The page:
How to Plan a Fishing Trip to Scotland
Scotland is a beautiful country with rolling hills, purple heather, unspoiled beaches, and plenty of lochs and rivers. Scotland is one of the world’s top destinations for freshwater and sea angling, with world-class fishing available across the country throughout the year. In Scotland, you will be able to fish for some beautiful species of fish such as salmon, brown trout, pike, perch, carp, roach, and rainbow trout. If you are serious about fishing, Scotland needs to be on your bucket list. Here are a few tips on how to plan a fishing trip to Scotland.
What to Take
Aside from the obvious clothes (make sure they are warm and waterproof), tickets and passport, you will need to compile of list of fishing equipment you will want to take on your journey. If you have to take a flight to Scotland, you may be limited in what you can take with you on the airplane and may have to hire equipment when you get to Scotland.
Anyway, if you are superstitious, you will probably want to take your favorite pieces of kit to bring you good fortune. If you are lucky enough to own an Ugly Stik, you are more than likely going to pack that in your bag! Ugly Stiks are the highest selling fishing rod in history and have landed more fish than any other rod on the planet!
Once you have decided which fishing rod you will take, you need to consider if other fishing equipment pieces are worth taking. You might have lucky floats, hooks, plummets and split shot weights you wish to take instead of hiring. Obviously, you cannot take live bait such as maggots on an airplane so that could be bought when you get to Scotland. Other essentials such as a landing net and handle, seat, and tackle box are too big to take on board, as is a soft unhooking mat that is used to protect fish from being damaged. Some fisheries will insist you use an unhooking mat.
Where are the Fish?
You will discover a tremendous variety of species when fishing in the hundreds of rivers and lochs around Scotland. From beautiful Highland rivers to secluded island lochs, there are excellent salmon, trout, and coarse fishing opportunities in some of the most picturesque areas of the country.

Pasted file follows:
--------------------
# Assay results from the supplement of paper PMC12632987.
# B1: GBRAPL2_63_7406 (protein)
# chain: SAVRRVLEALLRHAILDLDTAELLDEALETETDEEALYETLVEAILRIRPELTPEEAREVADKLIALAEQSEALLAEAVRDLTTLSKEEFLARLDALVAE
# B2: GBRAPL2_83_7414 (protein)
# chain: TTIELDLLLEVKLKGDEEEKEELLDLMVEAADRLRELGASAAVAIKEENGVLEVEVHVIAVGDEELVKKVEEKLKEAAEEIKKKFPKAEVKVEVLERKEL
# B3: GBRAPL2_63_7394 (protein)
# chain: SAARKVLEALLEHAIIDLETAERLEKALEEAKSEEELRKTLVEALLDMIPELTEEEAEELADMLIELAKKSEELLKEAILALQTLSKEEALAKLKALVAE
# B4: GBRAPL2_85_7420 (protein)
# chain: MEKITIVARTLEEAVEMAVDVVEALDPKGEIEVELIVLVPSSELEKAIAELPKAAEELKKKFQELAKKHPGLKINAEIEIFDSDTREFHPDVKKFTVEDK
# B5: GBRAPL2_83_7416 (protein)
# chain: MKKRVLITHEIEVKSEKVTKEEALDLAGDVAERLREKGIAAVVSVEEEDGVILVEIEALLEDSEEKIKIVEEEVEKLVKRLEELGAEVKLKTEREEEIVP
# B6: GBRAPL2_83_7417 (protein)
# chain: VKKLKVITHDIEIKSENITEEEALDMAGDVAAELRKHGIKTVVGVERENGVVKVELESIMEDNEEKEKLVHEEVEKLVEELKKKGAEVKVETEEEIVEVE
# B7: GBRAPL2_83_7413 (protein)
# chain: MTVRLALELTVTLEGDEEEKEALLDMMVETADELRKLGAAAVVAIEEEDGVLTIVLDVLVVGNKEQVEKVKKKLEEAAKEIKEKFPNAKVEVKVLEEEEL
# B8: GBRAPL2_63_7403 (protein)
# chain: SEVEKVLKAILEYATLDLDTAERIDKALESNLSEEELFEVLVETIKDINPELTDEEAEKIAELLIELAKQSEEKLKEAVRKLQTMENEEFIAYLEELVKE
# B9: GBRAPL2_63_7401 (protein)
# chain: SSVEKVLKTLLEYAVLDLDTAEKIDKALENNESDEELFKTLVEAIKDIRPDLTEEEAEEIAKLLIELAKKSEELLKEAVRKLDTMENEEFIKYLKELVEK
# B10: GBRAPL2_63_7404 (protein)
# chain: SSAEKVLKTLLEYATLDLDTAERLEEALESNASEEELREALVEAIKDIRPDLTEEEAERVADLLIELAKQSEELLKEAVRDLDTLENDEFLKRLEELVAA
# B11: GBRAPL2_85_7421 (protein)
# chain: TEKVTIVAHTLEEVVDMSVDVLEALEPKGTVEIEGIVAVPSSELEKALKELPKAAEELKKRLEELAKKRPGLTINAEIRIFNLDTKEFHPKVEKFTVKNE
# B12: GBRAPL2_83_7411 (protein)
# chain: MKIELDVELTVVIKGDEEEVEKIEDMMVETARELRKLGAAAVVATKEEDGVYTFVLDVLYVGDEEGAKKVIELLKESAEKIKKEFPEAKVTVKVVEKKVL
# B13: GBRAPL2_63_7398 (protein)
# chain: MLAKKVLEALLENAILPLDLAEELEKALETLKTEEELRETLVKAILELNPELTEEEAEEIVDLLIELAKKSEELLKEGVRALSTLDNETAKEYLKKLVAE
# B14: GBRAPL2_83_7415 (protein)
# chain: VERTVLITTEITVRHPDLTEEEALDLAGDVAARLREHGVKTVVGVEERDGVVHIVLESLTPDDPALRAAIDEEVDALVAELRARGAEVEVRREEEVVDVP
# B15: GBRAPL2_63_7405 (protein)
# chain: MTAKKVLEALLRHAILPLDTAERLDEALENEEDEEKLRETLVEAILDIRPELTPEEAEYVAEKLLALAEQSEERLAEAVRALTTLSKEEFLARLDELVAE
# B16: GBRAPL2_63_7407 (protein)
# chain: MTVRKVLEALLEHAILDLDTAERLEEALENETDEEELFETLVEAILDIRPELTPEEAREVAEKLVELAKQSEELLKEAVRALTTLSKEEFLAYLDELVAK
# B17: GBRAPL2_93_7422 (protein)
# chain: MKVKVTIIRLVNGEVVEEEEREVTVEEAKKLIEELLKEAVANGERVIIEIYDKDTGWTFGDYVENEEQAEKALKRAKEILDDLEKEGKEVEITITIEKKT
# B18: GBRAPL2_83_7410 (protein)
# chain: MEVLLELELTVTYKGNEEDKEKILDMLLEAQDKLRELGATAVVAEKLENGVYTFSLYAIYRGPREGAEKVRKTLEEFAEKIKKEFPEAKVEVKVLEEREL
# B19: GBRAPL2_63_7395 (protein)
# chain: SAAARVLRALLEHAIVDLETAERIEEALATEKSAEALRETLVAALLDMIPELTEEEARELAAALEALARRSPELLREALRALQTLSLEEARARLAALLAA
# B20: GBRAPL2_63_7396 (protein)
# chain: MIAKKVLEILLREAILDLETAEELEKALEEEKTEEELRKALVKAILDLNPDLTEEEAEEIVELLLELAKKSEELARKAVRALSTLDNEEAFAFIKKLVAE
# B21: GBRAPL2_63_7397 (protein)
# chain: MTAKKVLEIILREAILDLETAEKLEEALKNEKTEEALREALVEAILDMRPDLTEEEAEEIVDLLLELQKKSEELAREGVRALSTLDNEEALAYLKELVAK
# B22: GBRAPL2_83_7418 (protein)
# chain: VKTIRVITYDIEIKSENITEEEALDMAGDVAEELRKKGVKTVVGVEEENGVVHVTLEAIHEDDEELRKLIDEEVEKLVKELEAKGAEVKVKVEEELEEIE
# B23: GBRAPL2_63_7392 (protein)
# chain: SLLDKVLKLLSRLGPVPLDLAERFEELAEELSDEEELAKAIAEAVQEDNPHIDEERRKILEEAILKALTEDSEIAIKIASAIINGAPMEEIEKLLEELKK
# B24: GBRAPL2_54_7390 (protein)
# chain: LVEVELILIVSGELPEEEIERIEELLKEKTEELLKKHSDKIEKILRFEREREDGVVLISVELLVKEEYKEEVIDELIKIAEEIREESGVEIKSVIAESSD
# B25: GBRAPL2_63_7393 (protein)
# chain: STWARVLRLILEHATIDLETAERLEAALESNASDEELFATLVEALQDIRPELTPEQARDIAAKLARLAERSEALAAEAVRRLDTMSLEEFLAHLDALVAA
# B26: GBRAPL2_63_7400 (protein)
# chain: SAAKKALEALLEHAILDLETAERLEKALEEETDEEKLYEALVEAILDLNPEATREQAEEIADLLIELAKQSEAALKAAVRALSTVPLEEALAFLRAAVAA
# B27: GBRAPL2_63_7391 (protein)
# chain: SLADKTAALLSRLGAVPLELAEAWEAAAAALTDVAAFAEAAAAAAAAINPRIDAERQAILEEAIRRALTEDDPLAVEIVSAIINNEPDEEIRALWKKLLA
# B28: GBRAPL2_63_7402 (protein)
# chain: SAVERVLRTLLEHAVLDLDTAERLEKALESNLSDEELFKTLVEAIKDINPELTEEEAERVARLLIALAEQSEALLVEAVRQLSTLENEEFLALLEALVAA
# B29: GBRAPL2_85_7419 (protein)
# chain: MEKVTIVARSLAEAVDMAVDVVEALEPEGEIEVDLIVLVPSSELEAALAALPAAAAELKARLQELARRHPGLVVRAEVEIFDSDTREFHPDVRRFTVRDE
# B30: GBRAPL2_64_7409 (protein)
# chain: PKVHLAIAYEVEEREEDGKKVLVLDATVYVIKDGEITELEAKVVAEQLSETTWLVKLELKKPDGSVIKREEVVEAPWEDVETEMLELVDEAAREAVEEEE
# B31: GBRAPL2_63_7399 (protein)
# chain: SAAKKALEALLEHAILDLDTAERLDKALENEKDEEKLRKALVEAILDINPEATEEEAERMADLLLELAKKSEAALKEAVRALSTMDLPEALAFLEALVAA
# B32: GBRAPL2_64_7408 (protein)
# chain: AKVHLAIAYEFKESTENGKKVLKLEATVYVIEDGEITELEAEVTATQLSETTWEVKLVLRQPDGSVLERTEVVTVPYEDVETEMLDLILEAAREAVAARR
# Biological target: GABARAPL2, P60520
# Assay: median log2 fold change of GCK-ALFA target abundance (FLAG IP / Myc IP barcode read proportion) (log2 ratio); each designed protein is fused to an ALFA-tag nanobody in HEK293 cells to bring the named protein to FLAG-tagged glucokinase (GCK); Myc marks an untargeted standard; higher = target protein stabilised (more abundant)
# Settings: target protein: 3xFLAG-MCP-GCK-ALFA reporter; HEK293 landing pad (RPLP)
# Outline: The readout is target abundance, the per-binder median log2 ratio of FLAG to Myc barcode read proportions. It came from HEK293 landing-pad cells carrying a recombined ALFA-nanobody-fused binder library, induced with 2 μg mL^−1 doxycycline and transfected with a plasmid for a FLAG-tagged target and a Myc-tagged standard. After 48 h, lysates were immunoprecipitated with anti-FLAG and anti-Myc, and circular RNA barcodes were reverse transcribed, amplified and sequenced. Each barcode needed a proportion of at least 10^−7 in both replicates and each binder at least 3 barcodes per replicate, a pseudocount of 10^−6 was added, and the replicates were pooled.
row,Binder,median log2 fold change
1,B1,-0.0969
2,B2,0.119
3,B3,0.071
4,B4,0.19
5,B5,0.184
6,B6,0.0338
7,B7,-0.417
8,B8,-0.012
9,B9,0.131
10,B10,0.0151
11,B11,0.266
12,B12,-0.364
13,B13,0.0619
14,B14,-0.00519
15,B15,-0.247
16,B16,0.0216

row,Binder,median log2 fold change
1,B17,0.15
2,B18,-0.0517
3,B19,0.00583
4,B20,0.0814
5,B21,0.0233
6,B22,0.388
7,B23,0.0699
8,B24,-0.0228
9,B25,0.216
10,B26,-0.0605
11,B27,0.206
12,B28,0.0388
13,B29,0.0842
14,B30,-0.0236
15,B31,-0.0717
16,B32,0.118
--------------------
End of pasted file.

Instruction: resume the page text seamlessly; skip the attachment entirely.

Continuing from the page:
You should decide if you want to fish in lochs, rivers, or if you prefer sea fishing, then Scotland’s long and rugged coastline provides fabulous angling opportunities for both boat and shore anglers.
If you are keen to fish for salmon, four of the best salmon rivers in Scotland are the River Tweed, River Tay, River Spey, and River Dee.
The River Tay is Scotland’s largest salmon river at 117 miles in length, and its catchment covers a massive 2000 square miles of central & highland Scotland. The famous River Tay is easy to reach from the major Scottish hubs of Glasgow & Edinburgh, which are both approximately 90 minutes away by car. The River Tay salmon fishing season opens on the 15th of January each year, and a fresh run salmon are present at this time and throughout February. Once the month of March arrives, things always change dramatically as many more Salmon appear in more significant numbers as they migrate to Loch Tay & rivers Isla and Tummel. March usually brings a little bit more warmth, which encourages fresh Spring salmon to push up the river.
The river Tweed, in the Scottish Borders, is about an hour’s drive from Edinburgh and is also a great place to catch salmon. Brown trout and grayling are also abundant in the Tweed in the river’s 97-mile body.
Loch Tummel and Loch Lomond are beautiful locations where you can catch Brown Trout, Perch, and Pike.
The great thing about Scotland is that you don’t have to travel vast distances to get to fishing locations. If you want to stay in a hotel and see other sights, you are best to settle in Edinburgh, the capital city, or another big city such as Glasgow or Dundee. Edinburgh offers an abundance of things to do, such as sightseeing at the Edinburgh Castle, the Royal Mile, and visiting numerous museums. Bars are on every street corner where you can sample whiskeys and beer. Fill yourself up on local cuisine in one of the hundreds of eateries.
If you are more of a country lover, there are many idyllic waterside cottages, lodges, and cozy log cabins that can offer some excellent fishing right on your doorstep. These include access to some of the best rivers, freshwater and sea lochs, and canals.
You can organize your fishing trip yourself, or it might be easier to purchase a bespoke fishing holiday with a travel company, that way, you will have your flight, transfers, accommodation, and fishing expeditions arranged for you. All you will need to do is turn up. Check online for companies that specialize in Scottish fishing expeditions. Good agencies will arrange any permits you may need, supply you with a guide to show you the best spots, and provide you with all the necessary fishing tackle.
The Legal Bit
In order to fish for freshwater fish and migratory fish (sea and freshwater), you need written permission from the landowner or a fishing club. Depending upon where you are looking to fish, licenses and local permits will be required for certain waters in Scotland. Do look out for seasonal fishing and local bylaws.
The salmon season runs from mid-January through to November and the brown trout from March to October. You will not be permitted to fish for salmon or sea trout on a Sunday – this is an attempt to preserve these migratory fish. You can fish for brown trout, coarse fish, and graylings on a Sunday, though.
A fishing package holiday is probably the best option for overseas visitors to Scotland as your guide will sort out all of the legal requirements before your trip and keep you within the law.
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